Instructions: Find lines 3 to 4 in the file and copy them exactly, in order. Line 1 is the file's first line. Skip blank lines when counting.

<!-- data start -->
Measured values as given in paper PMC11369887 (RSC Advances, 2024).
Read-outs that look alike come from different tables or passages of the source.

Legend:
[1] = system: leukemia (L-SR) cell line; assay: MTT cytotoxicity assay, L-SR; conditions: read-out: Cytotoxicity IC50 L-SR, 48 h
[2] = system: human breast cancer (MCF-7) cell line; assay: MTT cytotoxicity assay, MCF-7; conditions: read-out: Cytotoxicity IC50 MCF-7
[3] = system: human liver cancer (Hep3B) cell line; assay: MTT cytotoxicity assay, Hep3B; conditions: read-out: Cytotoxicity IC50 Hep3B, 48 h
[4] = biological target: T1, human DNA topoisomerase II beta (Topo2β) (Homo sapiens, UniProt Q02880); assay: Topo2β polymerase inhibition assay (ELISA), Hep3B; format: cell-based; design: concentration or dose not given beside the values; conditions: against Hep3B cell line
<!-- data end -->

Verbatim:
Legend:
[1] = system: leukemia (L-SR) cell line; assay: MTT cytotoxicity assay, L-SR; conditions: read-out: Cytotoxicity IC50 L-SR, 48 h